• 9am-3pm Intensive Literacy & Numeracy • 11am-12pm Community Law • 12pm-1pm Free Family Lawyer • 3.30–5 pm TiHei Rangatahi Teina • 4pm-5pm - Active Hour • 6–8pm Te Whakamahinga Tahi • 6.45pm-8.45pm Toastmasters



14 • 9am-3pm Intensive Literacy

• 9am-12pm Citizens Advice Bureau • 10am-1pm Family Planning Clinic • 1-3pm Chat N Chill • 4pm-5pm - Active Hour • 10am-5.30pm Art Exhibition • 6–8pm Te Whakamahinga Tahi


• 9am-12pm Whanau In Arms • 10.30am-11am - PreSchool Storytime • 10am-4pm Drug & alcohol counselling • 10am-1pm Budgeting • 3.30 – 5pm Tihei Rangatahi (Art/ Film Fest/Band) • 3.30–5 pm TiHei Rangatahi Teina • 4pm-5pm - Inklings • 6pm-7pm Weight Watchers • 10am-5.30pm Art Exhibition

• • • • • • • • •

& Numeracy 11am-12pm Community Law 12pm-1pm Free Family Lawyer 1-3pm Stepping Up Computer Classes 3.30 – 5pm Tihei Rangatahi (Outdoors/Sports/Film Fest) 3.30–5 pm TiHei Rangatahi Teina 4pm-5pm - Active Hour 6–8pm Te Whakamahinga Tahi 6.45pm-8.45pm Toastmasters 10am-5.30pm Art Exhibition

THURSDAY 1 • 9am-3pm Intensive Literacy & Numeracy • 10.30am-11am - Baby Bounce • 10.30am-noon Anxiety Coffee Group • 1pm-5pm Budgeting • 2pm-4pm Craft Group • 2-3pm JP • 6–8pm TiHei Rangatahi Tuakana • 7pm-8.30pm Guitar Group • Generic counselling by appt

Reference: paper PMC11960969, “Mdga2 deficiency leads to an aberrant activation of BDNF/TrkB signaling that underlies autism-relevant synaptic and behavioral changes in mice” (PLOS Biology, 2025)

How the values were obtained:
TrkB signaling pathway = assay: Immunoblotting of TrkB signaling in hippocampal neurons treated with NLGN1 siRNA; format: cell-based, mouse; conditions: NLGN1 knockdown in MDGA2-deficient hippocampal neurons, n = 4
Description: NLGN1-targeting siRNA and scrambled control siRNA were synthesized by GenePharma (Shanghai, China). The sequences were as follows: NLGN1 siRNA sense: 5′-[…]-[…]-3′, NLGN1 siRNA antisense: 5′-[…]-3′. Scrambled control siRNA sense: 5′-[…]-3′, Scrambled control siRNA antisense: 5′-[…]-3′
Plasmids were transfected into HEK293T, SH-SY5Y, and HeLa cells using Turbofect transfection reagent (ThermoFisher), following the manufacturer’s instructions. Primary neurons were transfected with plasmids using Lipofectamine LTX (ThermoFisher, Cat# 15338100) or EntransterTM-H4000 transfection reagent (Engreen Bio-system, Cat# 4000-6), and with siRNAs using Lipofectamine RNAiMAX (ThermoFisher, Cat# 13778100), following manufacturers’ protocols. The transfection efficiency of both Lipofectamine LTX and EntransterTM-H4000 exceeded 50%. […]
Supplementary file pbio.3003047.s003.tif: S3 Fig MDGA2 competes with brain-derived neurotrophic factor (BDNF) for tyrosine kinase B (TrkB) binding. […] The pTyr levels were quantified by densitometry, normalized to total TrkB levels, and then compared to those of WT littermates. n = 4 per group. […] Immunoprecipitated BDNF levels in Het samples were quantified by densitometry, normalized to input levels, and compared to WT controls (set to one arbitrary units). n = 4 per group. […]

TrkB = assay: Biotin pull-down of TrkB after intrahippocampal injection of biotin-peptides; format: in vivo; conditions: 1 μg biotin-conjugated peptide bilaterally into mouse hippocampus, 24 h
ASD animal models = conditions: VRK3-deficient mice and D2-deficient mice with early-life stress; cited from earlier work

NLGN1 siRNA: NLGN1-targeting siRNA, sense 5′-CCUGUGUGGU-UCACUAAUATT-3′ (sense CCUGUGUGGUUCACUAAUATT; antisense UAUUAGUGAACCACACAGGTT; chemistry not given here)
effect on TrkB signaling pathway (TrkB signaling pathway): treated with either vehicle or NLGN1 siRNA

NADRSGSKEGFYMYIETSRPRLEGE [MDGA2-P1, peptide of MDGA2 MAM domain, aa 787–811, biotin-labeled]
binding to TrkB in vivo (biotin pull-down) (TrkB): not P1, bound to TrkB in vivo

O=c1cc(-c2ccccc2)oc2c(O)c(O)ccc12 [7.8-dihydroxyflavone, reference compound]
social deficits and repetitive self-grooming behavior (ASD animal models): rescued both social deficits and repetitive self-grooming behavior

8 • • • • • • • • • •

• 9am-3pm Intensive Literacy & Numeracy 10.30am-noon Anxiety Coffee Group 10.30am-11.30am Book Group 10.30am-11am - Baby Bounce 1pm-5pm Budgeting 2pm-4pm Craft Group 2-3pm JP 3.30–5 pm TiHei Rangatahi Teina 6–8pm TiHei Rangatahi Tuakana 7pm-8.30pm Guitar Group Generic counselling by appt

• 9am-3pm Intensive Literacy & Numeracy 10.30am-11am - Baby Bounce 10.30am-noon Anxiety Coffee Group 2pm-4pm Craft Group 2-3pm JP 1pm-5pm Budgeting 3.30 – 5pm Tihei Rangatahi (Chess, Boxing, Dancefit, Film) 3.30–5 pm TiHei Rangatahi Teina 6–8pm TiHei Rangatahi Tuakana 7pm-8.30pm Guitar Group 6pm – 8pm Rangatahi Leadership Generic counselling by appt

15 • • • • • • • • • • •

Wainuiomata Community Library 1 Queen Street, Wainuiomata The exhibition features artists who live, work or create in Wainuiomata. Their work is inspired by Wainuomata. Much of the exhibited work will be available for sale and very affordable. Visitors can also vote for their favourite work.

• 9am-3pm Intensive Literacy & Numeracy 10.30am-11am - Baby Bounce 10.30am-noon Anxiety Coffee Group 1pm-5pm Budgeting 2pm-4pm Craft Group 2-3pm JP 3.30 – 5pm Tihei Rangatahi (Chess, Boxing, Dancefit, Film) 3.30–5 pm TiHei Rangatahi Teina 6–8pm TiHei Rangatahi Tuakana 7pm-8.30pm Guitar Group 6pm – 8pm Rangatahi Leadership Generic counselling by appt